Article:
Assistive Technology and the 4th industrial revolution

Text to speech

What is assistive technology exactly?

Assistive technology “means any item, piece of equipment, or product system, whether acquired commercially, modified, or customized, that is used to increase, maintain, or improve functional capabilities of individuals with disabilities” (Assistive Technology Act of 1998. 2004, October 24). (United States)


There are a number of timelines depicting the journey of assistive technology. Noone is exactly sure who’s account is accurate and who’s not however, it is safe to say that there was most certainly awareness around disabilities and equally solutions to accomodate people in overcoming challenges. For the sake of time, I will quote some examples though.

“3500 BCE The Rig-Veda, an ancient sacred poem of India, is said to be the first written record of prosthesis. A warrior, Queen Vishpla, who loses her leg in battle, is fitted with an iron prosthesis and returns to the fight” (Grant, L. (Ed.). (2013, March 1).

In “Assistive Technology From Ancient to Modern Times!” it states that the first evidence of AT is in “950 B.C. The Cairo Toe. Made of wood and leather, this artificial toe was found on a mummy in an Egyptian tomb at Luxor. Researchers believe this to be the oldest known prosthesis. It is displayed at the Egyptian Museum in Cairo” (Assistive Technology from Ancient to Modern Times. (n.d.)).


AT is any device, software, or equipment that helps people work around challenges so they can learn, communicate, and function better. A wheelchair is an example of AT. So is software that reads aloud text from a computer. Or a keyboard for someone struggling with handwriting.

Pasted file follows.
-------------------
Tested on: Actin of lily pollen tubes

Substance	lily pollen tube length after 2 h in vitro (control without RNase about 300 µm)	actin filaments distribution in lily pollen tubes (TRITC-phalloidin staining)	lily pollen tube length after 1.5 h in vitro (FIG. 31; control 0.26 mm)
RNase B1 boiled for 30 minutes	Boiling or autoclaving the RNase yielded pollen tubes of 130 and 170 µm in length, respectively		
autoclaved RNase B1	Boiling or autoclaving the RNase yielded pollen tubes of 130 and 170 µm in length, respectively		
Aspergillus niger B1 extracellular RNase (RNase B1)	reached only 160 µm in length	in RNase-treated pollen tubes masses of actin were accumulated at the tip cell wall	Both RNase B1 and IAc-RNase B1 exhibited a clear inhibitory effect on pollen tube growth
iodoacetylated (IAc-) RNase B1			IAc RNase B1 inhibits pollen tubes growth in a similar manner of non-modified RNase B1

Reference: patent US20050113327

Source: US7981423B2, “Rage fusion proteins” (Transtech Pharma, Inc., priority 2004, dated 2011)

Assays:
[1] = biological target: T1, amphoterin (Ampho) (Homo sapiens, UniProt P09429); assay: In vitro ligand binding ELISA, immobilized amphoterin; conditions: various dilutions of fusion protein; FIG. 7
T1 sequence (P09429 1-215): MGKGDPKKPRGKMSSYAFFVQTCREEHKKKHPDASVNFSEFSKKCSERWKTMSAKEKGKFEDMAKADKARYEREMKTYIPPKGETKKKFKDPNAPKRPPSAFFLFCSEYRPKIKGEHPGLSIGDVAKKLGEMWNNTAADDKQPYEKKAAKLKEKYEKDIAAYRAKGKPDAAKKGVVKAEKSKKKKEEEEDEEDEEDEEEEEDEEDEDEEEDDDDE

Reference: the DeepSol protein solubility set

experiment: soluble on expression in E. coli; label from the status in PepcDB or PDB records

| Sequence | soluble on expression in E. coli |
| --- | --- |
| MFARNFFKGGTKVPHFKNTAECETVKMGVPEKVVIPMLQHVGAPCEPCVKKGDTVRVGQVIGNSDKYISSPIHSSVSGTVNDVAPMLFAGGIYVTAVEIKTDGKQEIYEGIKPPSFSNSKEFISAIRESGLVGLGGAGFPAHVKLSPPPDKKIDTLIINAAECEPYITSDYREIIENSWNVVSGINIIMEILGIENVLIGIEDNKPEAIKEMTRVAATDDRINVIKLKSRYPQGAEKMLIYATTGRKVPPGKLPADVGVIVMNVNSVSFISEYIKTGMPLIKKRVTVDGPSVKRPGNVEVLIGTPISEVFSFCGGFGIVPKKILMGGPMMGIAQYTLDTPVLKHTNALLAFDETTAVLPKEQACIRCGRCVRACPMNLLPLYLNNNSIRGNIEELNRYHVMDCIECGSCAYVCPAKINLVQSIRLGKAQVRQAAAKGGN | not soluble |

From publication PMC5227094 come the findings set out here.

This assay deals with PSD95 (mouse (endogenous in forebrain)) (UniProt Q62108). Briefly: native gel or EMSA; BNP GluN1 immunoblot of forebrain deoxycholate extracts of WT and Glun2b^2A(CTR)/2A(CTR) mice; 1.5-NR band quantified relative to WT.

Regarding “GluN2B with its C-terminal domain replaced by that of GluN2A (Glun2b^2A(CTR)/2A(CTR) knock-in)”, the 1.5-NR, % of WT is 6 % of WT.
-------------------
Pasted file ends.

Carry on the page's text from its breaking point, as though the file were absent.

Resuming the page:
These tools can help people work around their challenges, while also playing to their strengths. This is especially important for kids who struggle with learning—whether in reading, writing, math, or another subject. AT can help these kids thrive in school and in life. And that can help grow their confidence and independence.

Despite the word “technology,” not all AT tools are high-tech. AT includes many simple adaptive tools, like highlighters and organizers. A great example of low-tech AT is a pencil grip.

Many AT tools are high-tech, though. And because of advances in technology, tools are now available on a variety of platforms:

Desktop and laptop computers

  • Mobile devices (includes smartphones and tablets)
  • Chromebooks (and the Chrome browser used on any device)

Examples of high-tech AT tools include text-to-speech (TTS), dictation (speech-to-text), and word prediction.

The current landscape of assistive technology

The smartphone is no longer a phone. It’s a phone, wallet, camera, diary, music player, computer, book, GPS and more all in one.

With so many tools at your fingertips, it’s fantastic to see the majority of smartphones and tablets now come with a range of features to improve accessibility for users with a disability including screen readers, assistive touch, and voice search.

Before the iPad/iphone, assistive technology and communication devices were bulky, expensive and served only one purpose. This meant some users had to juggle several devices day-to-day. The introduction of apps on smartphones and tablets shrinks these bulky devices down to a lot fewer devices.

Going back to Apple’s mantra of, ‘There’s an app for that’, there really is a huge range of apps which can assist people with disabilities.

For example, for someone who has a visual impairment or difficulty reading, the challenge of being presented with a menu at a restaurant can be overcome with the ability to take a quick picture of the menu with your phone and have it read aloud or magnified.

GPS and location apps can be a personal guide, others will work together with assistive technology such as hearing aids, braille displays and braille keyboards, and others can be set up to control lights, heating, and functions in your home.

To assist with communication, there are simple picture board apps, text-to-speech tools, all the way up to those which allow sentences to be constructed and spoken.

Digital assistance like Google Home, Amazon’s Alexa and Apple’s Siri has also taken the world by storm, allowing people with various disabilities to access various sources of information from checking prayer times to finding out what the weather is, creating alarms and reminders and listening to audio books and ebooks, etc.